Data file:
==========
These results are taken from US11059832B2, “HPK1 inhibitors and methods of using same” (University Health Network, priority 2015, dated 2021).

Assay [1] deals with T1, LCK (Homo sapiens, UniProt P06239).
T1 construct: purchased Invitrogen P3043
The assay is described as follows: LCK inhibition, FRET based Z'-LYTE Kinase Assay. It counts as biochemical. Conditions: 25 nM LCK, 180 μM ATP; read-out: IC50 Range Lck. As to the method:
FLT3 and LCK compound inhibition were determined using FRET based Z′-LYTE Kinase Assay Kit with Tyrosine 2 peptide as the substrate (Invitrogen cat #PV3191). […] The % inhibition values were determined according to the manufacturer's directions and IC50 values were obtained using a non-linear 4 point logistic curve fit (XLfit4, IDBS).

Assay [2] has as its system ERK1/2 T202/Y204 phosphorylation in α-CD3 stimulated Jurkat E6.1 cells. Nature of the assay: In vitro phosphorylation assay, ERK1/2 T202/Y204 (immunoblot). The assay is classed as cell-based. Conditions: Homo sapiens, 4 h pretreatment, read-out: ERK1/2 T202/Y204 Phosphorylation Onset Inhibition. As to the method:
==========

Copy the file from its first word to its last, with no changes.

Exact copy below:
These results are taken from US11059832B2, “HPK1 inhibitors and methods of using same” (University Health Network, priority 2015, dated 2021).

Assay [1] deals with T1, LCK (Homo sapiens, UniProt P06239).
T1 construct: purchased Invitrogen P3043
The assay is described as follows: LCK inhibition, FRET based Z'-LYTE Kinase Assay. It counts as biochemical. Conditions: 25 nM LCK, 180 μM ATP; read-out: IC50 Range Lck. As to the method:
FLT3 and LCK compound inhibition were determined using FRET based Z′-LYTE Kinase Assay Kit with Tyrosine 2 peptide as the substrate (Invitrogen cat #PV3191). […] The % inhibition values were determined according to the manufacturer's directions and IC50 values were obtained using a non-linear 4 point logistic curve fit (XLfit4, IDBS).

Assay [2] has as its system ERK1/2 T202/Y204 phosphorylation in α-CD3 stimulated Jurkat E6.1 cells. Nature of the assay: In vitro phosphorylation assay, ERK1/2 T202/Y204 (immunoblot). The assay is classed as cell-based. Conditions: Homo sapiens, 4 h pretreatment, read-out: ERK1/2 T202/Y204 Phosphorylation Onset Inhibition. As to the method: